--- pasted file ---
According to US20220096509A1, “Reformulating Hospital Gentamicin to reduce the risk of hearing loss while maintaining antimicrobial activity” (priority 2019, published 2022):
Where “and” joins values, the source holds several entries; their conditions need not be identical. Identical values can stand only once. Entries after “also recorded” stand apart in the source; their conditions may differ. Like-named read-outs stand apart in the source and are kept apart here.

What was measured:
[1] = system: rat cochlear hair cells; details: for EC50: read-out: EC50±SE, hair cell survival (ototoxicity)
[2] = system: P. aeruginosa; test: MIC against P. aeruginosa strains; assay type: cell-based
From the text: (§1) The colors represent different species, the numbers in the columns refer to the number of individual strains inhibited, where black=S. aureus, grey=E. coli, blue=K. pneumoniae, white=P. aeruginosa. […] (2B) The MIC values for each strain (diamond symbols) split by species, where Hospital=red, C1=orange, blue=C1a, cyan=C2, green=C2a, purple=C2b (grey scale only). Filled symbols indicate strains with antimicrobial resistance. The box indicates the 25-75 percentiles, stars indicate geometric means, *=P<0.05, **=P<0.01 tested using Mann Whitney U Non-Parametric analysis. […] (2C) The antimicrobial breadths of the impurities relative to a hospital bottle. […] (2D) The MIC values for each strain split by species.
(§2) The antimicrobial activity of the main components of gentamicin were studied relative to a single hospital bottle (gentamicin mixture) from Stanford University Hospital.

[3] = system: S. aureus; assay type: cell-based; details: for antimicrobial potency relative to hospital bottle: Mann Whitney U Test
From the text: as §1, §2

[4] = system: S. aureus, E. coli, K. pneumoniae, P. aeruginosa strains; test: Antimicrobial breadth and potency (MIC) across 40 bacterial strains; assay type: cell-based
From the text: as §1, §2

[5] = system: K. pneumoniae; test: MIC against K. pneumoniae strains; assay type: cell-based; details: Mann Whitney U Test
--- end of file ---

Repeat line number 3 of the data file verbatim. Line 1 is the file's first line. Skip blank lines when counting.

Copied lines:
What was measured: